|MadSci Network: Biochemistry|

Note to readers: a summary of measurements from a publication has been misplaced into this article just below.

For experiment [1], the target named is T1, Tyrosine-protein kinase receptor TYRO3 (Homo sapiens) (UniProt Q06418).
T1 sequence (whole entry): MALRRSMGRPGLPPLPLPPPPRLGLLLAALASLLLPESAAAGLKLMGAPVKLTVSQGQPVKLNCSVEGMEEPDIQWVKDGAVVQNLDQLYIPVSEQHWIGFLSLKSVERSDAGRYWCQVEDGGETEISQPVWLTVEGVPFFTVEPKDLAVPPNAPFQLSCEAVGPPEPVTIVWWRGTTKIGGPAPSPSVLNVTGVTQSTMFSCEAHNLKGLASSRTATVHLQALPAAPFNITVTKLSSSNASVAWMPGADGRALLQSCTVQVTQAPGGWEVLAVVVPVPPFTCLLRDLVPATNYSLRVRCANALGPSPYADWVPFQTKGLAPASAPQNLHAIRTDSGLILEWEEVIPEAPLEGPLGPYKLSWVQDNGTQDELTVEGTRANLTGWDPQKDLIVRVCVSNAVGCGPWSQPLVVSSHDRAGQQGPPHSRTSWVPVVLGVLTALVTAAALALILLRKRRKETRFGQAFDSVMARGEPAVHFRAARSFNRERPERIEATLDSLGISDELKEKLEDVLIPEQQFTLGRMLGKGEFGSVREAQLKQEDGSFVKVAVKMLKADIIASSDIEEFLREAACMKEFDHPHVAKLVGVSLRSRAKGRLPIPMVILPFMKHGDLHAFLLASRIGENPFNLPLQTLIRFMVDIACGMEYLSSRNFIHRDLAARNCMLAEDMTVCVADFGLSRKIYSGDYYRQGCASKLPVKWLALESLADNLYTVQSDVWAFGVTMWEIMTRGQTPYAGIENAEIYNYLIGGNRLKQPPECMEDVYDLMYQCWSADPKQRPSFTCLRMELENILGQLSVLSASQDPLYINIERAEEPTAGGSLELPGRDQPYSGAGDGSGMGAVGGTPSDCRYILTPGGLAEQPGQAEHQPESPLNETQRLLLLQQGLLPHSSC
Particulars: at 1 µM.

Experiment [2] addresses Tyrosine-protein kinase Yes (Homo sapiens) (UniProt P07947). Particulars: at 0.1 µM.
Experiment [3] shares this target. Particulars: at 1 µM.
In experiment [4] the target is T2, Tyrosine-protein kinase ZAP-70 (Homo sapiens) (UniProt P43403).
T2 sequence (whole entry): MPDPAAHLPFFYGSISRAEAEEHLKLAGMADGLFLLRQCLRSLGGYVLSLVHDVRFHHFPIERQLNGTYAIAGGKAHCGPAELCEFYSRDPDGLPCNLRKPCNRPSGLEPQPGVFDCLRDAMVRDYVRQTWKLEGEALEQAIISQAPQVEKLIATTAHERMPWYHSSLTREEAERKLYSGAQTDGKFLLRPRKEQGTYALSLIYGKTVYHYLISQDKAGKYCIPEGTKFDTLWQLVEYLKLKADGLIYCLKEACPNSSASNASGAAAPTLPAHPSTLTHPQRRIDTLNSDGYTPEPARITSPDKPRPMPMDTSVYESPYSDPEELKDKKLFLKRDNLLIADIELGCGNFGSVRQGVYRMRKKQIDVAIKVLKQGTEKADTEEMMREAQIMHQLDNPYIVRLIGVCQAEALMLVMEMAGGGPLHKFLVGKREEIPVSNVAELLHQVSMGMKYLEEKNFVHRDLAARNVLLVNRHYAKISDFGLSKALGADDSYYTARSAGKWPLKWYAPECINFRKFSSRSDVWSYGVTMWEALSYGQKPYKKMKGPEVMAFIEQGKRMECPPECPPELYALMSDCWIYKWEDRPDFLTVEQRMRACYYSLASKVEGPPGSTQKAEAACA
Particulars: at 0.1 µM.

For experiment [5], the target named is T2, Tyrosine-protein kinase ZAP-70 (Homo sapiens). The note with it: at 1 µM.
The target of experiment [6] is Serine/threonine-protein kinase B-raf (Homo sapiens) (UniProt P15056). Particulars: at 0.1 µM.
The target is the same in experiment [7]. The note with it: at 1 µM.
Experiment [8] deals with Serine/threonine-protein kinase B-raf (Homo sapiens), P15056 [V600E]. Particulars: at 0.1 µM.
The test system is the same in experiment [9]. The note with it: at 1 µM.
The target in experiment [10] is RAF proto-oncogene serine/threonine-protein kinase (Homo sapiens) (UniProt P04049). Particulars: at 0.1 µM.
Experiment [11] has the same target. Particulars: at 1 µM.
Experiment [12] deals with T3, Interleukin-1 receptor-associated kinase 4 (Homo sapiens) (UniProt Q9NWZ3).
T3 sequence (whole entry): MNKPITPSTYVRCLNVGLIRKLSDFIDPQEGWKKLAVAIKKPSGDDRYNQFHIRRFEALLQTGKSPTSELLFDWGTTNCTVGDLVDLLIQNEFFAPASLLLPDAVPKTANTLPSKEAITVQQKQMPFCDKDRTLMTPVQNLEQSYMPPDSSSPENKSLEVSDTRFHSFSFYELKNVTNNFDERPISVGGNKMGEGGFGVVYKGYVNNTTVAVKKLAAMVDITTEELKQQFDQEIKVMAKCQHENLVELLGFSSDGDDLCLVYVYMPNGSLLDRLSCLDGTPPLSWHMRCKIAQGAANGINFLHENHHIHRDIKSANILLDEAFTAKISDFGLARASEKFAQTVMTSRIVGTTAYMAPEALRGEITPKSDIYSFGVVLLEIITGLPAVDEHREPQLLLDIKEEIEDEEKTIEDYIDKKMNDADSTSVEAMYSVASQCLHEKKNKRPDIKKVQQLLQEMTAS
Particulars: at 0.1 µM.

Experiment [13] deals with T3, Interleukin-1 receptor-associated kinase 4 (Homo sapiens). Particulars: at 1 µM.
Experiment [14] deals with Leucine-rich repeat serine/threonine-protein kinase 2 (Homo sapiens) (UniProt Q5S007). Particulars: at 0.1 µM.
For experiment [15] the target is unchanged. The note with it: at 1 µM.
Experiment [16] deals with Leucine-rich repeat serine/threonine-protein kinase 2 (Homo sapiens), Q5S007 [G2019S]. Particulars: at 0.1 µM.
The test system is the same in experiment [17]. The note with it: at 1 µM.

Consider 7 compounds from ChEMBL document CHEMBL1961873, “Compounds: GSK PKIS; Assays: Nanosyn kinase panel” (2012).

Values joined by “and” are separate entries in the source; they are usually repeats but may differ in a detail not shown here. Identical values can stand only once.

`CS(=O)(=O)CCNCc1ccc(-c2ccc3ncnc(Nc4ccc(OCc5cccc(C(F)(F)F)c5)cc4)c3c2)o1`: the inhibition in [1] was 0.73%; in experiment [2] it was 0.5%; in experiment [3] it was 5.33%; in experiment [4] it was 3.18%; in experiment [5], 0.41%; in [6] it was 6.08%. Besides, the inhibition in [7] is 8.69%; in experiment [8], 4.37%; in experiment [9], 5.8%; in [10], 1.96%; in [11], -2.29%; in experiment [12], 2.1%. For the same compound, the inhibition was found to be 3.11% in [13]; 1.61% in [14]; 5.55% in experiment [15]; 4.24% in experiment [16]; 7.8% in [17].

You are right in that this is a sort of a chemical reaction, but not really, in that no actual physical change is occurring to the chemicals. The reason that they foam is a process called osmosis. Osmosis is a fundamental process that is involved in many branches of biology as well as chemistry. The term osmosis describes a type of diffusion (diffusion is when a chemical moves from an area of high concentration to a low concentration, such as adding dye to water, it spreads out) involving the net movement of solvent (the liquid part) molecules, as opposed to solute (the things dissolved in the liquid) molecules, across a semi-permeable (that lets something's but not others through) membrane from an area of high water/low solute concentration to an area of low water/high solute concentration (hypotonic). In this case the semi-permeable part lets water across the membrane but not the dissolved chemicals. All organisms are in state of osmotic balanced; you are at the moment. The reason you get thirsty is that you lack water and your cells are depleted of it and shrivel up. So how come you don't foam if you put salt on your skin. Well you skin is unlike a slug. One of the critical steps in evolution was the development of our skin, which is flexible, hard wearing and prevents water from escaping. But slugs didn't evolve this far. Their skin does not prevent water from passing across it; it acts as a semi-permeable membrane. So if you add salt to a slug you change the osmotic balance across the membrane. Now the slug has lots of salt (solute) on the outside in the water. So effectively that water is less concentrated (it has other things in it) relative to the water inside the cell. So the water inside the cell rushes out across the membrane to make things equal. This makes it look like the slug is foaming.
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